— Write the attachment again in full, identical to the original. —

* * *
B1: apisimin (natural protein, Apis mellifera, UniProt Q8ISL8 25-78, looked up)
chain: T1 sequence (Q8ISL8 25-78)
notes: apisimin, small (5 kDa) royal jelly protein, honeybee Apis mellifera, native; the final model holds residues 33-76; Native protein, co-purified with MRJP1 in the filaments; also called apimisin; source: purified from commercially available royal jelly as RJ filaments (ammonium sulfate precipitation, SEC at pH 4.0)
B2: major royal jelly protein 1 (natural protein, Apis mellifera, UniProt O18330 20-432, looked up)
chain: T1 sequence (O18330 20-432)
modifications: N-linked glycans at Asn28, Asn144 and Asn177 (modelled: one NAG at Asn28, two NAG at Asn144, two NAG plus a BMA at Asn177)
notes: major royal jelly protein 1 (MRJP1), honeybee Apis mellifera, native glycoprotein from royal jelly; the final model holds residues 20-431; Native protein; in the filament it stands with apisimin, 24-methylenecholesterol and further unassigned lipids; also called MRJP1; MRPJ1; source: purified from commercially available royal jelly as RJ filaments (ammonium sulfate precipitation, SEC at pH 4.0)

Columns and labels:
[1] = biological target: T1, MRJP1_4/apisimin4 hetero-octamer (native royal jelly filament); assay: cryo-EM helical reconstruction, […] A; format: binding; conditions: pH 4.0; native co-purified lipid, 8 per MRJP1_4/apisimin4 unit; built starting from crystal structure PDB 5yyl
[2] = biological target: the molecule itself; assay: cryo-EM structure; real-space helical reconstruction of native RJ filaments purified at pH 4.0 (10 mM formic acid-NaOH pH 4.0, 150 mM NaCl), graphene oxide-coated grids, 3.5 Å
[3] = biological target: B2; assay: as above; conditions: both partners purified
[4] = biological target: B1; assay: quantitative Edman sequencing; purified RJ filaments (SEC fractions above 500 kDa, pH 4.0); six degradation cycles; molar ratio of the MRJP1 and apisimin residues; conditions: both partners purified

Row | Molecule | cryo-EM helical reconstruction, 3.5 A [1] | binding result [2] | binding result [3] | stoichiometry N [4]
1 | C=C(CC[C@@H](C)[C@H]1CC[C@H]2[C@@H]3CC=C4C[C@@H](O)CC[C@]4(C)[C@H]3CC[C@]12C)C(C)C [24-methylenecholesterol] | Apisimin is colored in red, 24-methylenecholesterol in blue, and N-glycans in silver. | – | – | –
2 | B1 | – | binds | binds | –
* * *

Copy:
B1: apisimin (natural protein, Apis mellifera, UniProt Q8ISL8 25-78, looked up)
chain: T1 sequence (Q8ISL8 25-78)
notes: apisimin, small (5 kDa) royal jelly protein, honeybee Apis mellifera, native; the final model holds residues 33-76; Native protein, co-purified with MRJP1 in the filaments; also called apimisin; source: purified from commercially available royal jelly as RJ filaments (ammonium sulfate precipitation, SEC at pH 4.0)
B2: major royal jelly protein 1 (natural protein, Apis mellifera, UniProt O18330 20-432, looked up)
chain: T1 sequence (O18330 20-432)
modifications: N-linked glycans at Asn28, Asn144 and Asn177 (modelled: one NAG at Asn28, two NAG at Asn144, two NAG plus a BMA at Asn177)
notes: major royal jelly protein 1 (MRJP1), honeybee Apis mellifera, native glycoprotein from royal jelly; the final model holds residues 20-431; Native protein; in the filament it stands with apisimin, 24-methylenecholesterol and further unassigned lipids; also called MRJP1; MRPJ1; source: purified from commercially available royal jelly as RJ filaments (ammonium sulfate precipitation, SEC at pH 4.0)

Columns and labels:
[1] = biological target: T1, MRJP1_4/apisimin4 hetero-octamer (native royal jelly filament); assay: cryo-EM helical reconstruction, […] A; format: binding; conditions: pH 4.0; native co-purified lipid, 8 per MRJP1_4/apisimin4 unit; built starting from crystal structure PDB 5yyl
[2] = biological target: the molecule itself; assay: cryo-EM structure; real-space helical reconstruction of native RJ filaments purified at pH 4.0 (10 mM formic acid-NaOH pH 4.0, 150 mM NaCl), graphene oxide-coated grids, 3.5 Å
[3] = biological target: B2; assay: as above; conditions: both partners purified
[4] = biological target: B1; assay: quantitative Edman sequencing; purified RJ filaments (SEC fractions above 500 kDa, pH 4.0); six degradation cycles; molar ratio of the MRJP1 and apisimin residues; conditions: both partners purified

Row | Molecule | cryo-EM helical reconstruction, 3.5 A [1] | binding result [2] | binding result [3] | stoichiometry N [4]
1 | C=C(CC[C@@H](C)[C@H]1CC[C@H]2[C@@H]3CC=C4C[C@@H](O)CC[C@]4(C)[C@H]3CC[C@]12C)C(C)C [24-methylenecholesterol] | Apisimin is colored in red, 24-methylenecholesterol in blue, and N-glycans in silver. | – | – | –
2 | B1 | – | binds | binds | –